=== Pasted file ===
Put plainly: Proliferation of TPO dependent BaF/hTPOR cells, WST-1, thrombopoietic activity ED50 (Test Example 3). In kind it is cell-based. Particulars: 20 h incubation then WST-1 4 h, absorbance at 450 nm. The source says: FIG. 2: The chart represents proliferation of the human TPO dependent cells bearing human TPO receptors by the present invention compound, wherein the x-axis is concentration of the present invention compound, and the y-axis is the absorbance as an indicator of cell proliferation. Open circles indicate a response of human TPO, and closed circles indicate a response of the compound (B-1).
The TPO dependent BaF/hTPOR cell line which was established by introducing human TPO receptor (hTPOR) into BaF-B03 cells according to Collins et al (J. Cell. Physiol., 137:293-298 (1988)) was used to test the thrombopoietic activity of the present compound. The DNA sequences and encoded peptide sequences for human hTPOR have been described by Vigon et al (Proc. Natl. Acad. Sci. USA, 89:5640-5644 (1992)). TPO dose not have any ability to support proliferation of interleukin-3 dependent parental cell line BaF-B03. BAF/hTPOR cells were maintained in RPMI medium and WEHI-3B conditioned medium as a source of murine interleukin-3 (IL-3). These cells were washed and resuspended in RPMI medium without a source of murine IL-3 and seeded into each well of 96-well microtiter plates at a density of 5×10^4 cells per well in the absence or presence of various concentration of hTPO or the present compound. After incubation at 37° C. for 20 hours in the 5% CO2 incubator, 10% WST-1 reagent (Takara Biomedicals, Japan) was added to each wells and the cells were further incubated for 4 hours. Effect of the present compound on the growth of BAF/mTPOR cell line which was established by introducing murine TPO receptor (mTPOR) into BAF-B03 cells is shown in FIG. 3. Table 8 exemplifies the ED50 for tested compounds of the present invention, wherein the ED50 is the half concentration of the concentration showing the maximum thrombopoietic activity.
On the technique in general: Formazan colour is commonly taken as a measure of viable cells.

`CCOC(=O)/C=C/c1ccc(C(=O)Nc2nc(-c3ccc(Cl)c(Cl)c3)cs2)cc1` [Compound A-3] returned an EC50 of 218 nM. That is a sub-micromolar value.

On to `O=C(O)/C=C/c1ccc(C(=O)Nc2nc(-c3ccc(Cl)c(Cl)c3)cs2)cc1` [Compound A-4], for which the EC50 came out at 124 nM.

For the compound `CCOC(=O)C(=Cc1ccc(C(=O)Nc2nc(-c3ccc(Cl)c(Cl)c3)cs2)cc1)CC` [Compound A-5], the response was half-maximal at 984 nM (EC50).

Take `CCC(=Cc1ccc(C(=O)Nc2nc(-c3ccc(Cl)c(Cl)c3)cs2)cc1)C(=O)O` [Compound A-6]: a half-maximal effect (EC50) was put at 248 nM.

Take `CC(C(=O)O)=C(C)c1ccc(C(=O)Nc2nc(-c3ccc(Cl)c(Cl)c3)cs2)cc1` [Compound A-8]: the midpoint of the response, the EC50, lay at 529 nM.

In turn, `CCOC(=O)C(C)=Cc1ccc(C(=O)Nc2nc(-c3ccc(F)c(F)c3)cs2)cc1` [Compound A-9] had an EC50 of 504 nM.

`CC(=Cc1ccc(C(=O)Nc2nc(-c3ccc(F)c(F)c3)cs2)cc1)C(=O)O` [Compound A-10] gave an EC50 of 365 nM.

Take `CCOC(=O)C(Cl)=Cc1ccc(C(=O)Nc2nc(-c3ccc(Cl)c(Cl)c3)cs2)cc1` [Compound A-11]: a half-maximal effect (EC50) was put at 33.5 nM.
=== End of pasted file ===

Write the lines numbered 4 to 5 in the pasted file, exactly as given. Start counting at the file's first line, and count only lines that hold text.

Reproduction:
`CCOC(=O)/C=C/c1ccc(C(=O)Nc2nc(-c3ccc(Cl)c(Cl)c3)cs2)cc1` [Compound A-3] returned an EC50 of 218 nM. That is a sub-micromolar value.

On to `O=C(O)/C=C/c1ccc(C(=O)Nc2nc(-c3ccc(Cl)c(Cl)c3)cs2)cc1` [Compound A-4], for which the EC50 came out at 124 nM.